My grandfather and I walked the pasture above the Linkous-Kipps house. It was built by Henry Linkous in 1799 and owned, at that time, by my great-uncle Linkous, an auctioneer whose baritone voice rolled like distant summer thunder. But it was not summer now. It was still winter, and we were hunting rabbits, but we saw no rabbits, only the dim winter grass, brown and tough with cold.

We tromped about the field with shotguns cradled in our arms. My grandfather held a single-shot 12-gauge, smooth with age and without even an indicator at the end of the barrel. The butt was short and made of an unknown wood. A simple latch released the break. Its long barrel pointed like some hollow and gaunt finger at the object of its blast. As a young man, he had bought the gun from a neighbor. Its existence before this acquisition was a mystery, one “as old as the hills.” My grandfather held the butt between his side and arm. The rest of the shotgun draped over his arm like a dishtowel, ready to be snapped into action.

The afternoon was cold, an unaccountable day between spring and winter. But we didn’t mind. We knew that a hot supper waited for us on Brush Mountain. And given the dignity of our afternoon intentions, we would eat with a renewed appetite, regardless of our success. We walked along the fence line and tried to flush a small thicket. Nothing.

We continued along the ridge and stopped at the top of a knoll. Out across the valley, the developers had begun scraping the countryside. Bulldozers cut outlines of progress in crude brown strokes of upturned ground. Such developments were cropping up across the New River Valley, crawling like the inevitable movement of dandelions across a field. I understood that such houses could become warm homes. But the twinge was unavoidable.

Not long ago, the bucolic valley was a quiet rural town with quiet ambitions. As a youth, my grandfather delivered the mail to the Huckleberry, a train that originally carried coal from Merrimac Mine to the Cambria Depot. Later, it carried students to the then small land-grant university, Virginia Polytechnic Institute (Virginia Tech). Even into the 1980s, well after the Huckleberry lost its preeminence, the Christiansburg shopping mall was still an orchard. The Olive Garden was an actual garden, and the buzz of traffic was the buzz of pollination.

Such new construction produces in my mind a knee-jerk, “stop!” But the world will not stop. And the problem is not really the new construction. While I’ll be the first to level aesthetic and ethical critiques at the sprawling cookie-cutter suburbs, the real ache lies elsewhere. It lies in the very nature of growth. Even healthy growth involves loss, and this loss reminds us of our exile, our search for an abiding home. We don’t need to villainize the present or idealize the past to feel the ache.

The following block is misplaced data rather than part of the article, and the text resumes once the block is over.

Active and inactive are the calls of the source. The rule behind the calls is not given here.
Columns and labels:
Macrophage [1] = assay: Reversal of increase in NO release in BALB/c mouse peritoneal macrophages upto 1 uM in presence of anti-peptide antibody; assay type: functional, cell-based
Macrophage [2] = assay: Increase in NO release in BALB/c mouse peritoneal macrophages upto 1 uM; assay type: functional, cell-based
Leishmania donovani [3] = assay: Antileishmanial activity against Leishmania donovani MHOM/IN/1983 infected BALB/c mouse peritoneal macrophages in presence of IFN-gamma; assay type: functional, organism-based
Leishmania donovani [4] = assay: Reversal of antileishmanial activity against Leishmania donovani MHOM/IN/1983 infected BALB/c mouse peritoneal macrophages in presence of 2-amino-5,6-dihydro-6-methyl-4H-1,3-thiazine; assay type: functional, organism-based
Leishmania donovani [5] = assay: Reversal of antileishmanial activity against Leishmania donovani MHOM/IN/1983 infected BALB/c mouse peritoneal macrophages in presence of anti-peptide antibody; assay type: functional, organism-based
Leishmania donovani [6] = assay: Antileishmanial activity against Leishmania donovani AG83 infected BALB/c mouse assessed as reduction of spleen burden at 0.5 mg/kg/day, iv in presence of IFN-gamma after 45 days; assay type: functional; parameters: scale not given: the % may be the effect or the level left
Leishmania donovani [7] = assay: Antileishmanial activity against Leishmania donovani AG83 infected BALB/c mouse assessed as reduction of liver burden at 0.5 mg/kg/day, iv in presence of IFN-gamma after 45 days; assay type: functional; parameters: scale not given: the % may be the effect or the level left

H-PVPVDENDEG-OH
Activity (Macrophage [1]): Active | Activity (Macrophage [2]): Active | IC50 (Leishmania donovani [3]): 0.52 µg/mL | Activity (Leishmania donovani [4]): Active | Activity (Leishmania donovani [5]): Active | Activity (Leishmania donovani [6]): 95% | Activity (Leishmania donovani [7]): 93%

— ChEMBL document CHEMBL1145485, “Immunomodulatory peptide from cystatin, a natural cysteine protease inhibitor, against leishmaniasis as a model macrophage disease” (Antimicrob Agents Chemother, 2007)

“No rabbit stew, today,” my grandfather said. We began our retreat but decided to signal our armistice to the rabbits with a little target practice. It’s difficult for a young boy to go hunting and not fire his shotgun. My grandfather recognized that particular anxiety. We found a good spot.

After I emptied some .410 shells on a few unsuspecting logs, my grandfather took his position. He raised the long barrel and took aim at a nearby stump. The family patriarch stood with arms extended. I imagine that Moses held his staff in a similar way when he stretched it over the Red Sea. When Pops fired, the shotgun jolted in his hands like a living creature. Animated by the brief explosion, it threw his shoulders back and nearly knocked him down. A brief pause. He regained his footing, looked at me, and laughed. I laughed too. As we walked back to the truck, he slowly rubbed his shoulder, smiling.

A decade later, I carried the old shotgun to Kentucky. My grandfather gave it to me inside an ancient leather case that could have emerged from the pages of a Louis L’Amour novel. He received it, along with a wind-up record player, from his great uncle, a Word War I veteran and secretary to the Pearisburg, VA congressman. It was a proper housing for the Appalachian totem.

There are still no rabbits. To shoot the ones in our neighborhood would lack any passing resemblance to sportsmanship. It would be like shooting a lazy basset hound or a fat campus squirrel. And so the shotgun sits in our home like a quiet benediction. It dreams—as I do—of long walks in the valleys of my youth and whispers of future pastures that are untrod and unspoiled.

Image Credit: Kawanabe Kyōsai, “Rabbits” (1887) via Collections – GetArchive

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